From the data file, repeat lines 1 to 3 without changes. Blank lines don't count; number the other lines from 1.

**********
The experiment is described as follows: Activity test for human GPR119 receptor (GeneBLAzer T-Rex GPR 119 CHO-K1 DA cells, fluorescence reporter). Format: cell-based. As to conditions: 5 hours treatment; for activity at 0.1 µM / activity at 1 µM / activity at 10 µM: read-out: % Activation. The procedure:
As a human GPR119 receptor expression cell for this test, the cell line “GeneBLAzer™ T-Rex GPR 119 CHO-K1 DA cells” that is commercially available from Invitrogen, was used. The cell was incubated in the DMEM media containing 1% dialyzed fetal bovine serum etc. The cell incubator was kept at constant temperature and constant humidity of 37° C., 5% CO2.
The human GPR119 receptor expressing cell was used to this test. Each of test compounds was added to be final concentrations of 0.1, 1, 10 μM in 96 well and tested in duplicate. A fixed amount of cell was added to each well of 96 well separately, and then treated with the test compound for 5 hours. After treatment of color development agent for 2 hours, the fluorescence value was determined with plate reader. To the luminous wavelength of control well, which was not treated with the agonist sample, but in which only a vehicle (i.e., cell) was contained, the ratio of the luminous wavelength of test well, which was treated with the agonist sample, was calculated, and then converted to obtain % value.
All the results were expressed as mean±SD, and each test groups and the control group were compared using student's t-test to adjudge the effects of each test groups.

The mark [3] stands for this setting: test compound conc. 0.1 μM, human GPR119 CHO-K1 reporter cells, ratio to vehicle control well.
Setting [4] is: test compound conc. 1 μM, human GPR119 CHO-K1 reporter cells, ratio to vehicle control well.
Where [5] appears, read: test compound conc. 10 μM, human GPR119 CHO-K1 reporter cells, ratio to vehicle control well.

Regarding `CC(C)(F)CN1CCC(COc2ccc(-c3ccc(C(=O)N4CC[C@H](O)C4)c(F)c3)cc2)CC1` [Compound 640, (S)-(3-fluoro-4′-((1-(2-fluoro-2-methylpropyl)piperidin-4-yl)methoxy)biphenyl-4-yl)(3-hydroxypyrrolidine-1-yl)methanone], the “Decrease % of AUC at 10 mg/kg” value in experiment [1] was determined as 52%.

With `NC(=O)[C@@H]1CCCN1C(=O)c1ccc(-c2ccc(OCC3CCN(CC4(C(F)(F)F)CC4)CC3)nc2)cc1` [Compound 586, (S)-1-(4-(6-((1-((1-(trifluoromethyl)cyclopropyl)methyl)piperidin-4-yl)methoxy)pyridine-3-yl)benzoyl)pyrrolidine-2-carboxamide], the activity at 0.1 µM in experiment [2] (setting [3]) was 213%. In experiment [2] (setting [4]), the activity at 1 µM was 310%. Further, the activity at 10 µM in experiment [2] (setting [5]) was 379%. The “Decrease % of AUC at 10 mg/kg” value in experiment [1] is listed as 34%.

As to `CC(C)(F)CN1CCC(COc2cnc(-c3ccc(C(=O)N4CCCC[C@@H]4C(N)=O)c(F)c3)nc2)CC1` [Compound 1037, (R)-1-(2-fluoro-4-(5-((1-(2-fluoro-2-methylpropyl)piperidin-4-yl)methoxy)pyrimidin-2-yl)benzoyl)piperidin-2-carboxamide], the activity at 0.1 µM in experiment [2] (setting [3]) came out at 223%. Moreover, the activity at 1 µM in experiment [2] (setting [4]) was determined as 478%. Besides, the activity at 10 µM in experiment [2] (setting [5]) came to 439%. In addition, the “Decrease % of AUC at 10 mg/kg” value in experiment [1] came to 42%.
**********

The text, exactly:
The experiment is described as follows: Activity test for human GPR119 receptor (GeneBLAzer T-Rex GPR 119 CHO-K1 DA cells, fluorescence reporter). Format: cell-based. As to conditions: 5 hours treatment; for activity at 0.1 µM / activity at 1 µM / activity at 10 µM: read-out: % Activation. The procedure:
As a human GPR119 receptor expression cell for this test, the cell line “GeneBLAzer™ T-Rex GPR 119 CHO-K1 DA cells” that is commercially available from Invitrogen, was used. The cell was incubated in the DMEM media containing 1% dialyzed fetal bovine serum etc. The cell incubator was kept at constant temperature and constant humidity of 37° C., 5% CO2.
The human GPR119 receptor expressing cell was used to this test. Each of test compounds was added to be final concentrations of 0.1, 1, 10 μM in 96 well and tested in duplicate. A fixed amount of cell was added to each well of 96 well separately, and then treated with the test compound for 5 hours. After treatment of color development agent for 2 hours, the fluorescence value was determined with plate reader. To the luminous wavelength of control well, which was not treated with the agonist sample, but in which only a vehicle (i.e., cell) was contained, the ratio of the luminous wavelength of test well, which was treated with the agonist sample, was calculated, and then converted to obtain % value.